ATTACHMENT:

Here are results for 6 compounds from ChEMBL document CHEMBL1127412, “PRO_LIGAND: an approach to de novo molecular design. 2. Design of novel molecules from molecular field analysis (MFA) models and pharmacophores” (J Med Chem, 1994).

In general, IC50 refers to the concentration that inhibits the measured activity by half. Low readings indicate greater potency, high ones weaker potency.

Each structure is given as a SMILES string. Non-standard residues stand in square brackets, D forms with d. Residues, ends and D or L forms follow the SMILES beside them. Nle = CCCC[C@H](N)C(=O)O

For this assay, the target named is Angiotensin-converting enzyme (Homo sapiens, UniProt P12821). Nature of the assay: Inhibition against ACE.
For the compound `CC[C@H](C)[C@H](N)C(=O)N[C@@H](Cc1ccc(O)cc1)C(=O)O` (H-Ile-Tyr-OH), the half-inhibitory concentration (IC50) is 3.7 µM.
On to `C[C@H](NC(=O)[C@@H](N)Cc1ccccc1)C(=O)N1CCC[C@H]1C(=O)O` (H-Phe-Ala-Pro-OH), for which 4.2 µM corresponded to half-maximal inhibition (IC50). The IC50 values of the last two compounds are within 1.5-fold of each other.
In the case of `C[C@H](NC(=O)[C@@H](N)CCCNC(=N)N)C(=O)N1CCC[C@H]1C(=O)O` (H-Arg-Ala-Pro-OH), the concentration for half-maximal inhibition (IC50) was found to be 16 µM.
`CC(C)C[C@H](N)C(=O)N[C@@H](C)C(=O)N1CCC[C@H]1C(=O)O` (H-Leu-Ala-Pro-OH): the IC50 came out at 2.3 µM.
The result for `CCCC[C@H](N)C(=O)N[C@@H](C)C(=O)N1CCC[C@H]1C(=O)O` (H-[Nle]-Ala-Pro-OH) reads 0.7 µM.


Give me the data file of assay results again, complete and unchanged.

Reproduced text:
Here are results for 6 compounds from ChEMBL document CHEMBL1127412, “PRO_LIGAND: an approach to de novo molecular design. 2. Design of novel molecules from molecular field analysis (MFA) models and pharmacophores” (J Med Chem, 1994).

In general, IC50 refers to the concentration that inhibits the measured activity by half. Low readings indicate greater potency, high ones weaker potency.

Each structure is given as a SMILES string. Non-standard residues stand in square brackets, D forms with d. Residues, ends and D or L forms follow the SMILES beside them. Nle = CCCC[C@H](N)C(=O)O

For this assay, the target named is Angiotensin-converting enzyme (Homo sapiens, UniProt P12821). Nature of the assay: Inhibition against ACE.
For the compound `CC[C@H](C)[C@H](N)C(=O)N[C@@H](Cc1ccc(O)cc1)C(=O)O` (H-Ile-Tyr-OH), the half-inhibitory concentration (IC50) is 3.7 µM.
On to `C[C@H](NC(=O)[C@@H](N)Cc1ccccc1)C(=O)N1CCC[C@H]1C(=O)O` (H-Phe-Ala-Pro-OH), for which 4.2 µM corresponded to half-maximal inhibition (IC50). The IC50 values of the last two compounds are within 1.5-fold of each other.
In the case of `C[C@H](NC(=O)[C@@H](N)CCCNC(=N)N)C(=O)N1CCC[C@H]1C(=O)O` (H-Arg-Ala-Pro-OH), the concentration for half-maximal inhibition (IC50) was found to be 16 µM.
`CC(C)C[C@H](N)C(=O)N[C@@H](C)C(=O)N1CCC[C@H]1C(=O)O` (H-Leu-Ala-Pro-OH): the IC50 came out at 2.3 µM.
The result for `CCCC[C@H](N)C(=O)N[C@@H](C)C(=O)N1CCC[C@H]1C(=O)O` (H-[Nle]-Ala-Pro-OH) reads 0.7 µM.